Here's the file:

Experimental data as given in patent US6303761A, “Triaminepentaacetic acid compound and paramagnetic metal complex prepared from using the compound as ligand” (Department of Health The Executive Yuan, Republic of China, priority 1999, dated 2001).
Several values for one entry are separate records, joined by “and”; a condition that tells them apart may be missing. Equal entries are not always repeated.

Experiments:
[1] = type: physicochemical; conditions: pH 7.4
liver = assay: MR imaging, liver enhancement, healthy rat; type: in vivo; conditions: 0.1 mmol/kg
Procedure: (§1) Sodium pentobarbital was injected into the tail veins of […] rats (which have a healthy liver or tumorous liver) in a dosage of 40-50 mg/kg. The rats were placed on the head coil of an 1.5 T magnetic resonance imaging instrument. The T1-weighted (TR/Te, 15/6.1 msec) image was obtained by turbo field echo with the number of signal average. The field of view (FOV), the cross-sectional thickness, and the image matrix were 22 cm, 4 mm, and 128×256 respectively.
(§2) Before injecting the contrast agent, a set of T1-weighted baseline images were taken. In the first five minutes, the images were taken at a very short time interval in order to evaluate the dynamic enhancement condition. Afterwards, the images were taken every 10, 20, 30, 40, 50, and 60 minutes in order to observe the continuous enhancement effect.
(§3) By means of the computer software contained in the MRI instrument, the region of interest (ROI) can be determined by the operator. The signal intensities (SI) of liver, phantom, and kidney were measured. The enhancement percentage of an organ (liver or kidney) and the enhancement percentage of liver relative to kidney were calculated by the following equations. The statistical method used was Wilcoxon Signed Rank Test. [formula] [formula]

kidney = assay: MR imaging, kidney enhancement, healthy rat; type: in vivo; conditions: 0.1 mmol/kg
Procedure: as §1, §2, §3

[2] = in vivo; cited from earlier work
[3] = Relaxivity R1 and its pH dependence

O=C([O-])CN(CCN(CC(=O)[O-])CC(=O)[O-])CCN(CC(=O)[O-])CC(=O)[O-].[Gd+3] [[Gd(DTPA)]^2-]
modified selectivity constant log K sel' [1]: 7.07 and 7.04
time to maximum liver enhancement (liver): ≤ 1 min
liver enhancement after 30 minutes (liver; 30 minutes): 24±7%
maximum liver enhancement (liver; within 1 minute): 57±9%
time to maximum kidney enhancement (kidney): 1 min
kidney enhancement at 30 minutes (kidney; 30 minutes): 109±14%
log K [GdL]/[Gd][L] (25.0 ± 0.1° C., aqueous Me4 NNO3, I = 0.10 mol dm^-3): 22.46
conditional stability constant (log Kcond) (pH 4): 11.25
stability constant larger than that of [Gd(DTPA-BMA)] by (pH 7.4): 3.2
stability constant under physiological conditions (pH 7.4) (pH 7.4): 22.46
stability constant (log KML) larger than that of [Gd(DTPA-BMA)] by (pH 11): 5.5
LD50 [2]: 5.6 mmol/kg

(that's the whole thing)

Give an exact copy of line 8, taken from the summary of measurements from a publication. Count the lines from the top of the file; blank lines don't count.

(§3) By means of the computer software contained in the MRI instrument, the region of interest (ROI) can be determined by the operator. The signal intensities (SI) of liver, phantom, and kidney were measured. The enhancement percentage of an organ (liver or kidney) and the enhancement percentage of liver relative to kidney were calculated by the following equations. The statistical method used was Wilcoxon Signed Rank Test. [formula] [formula]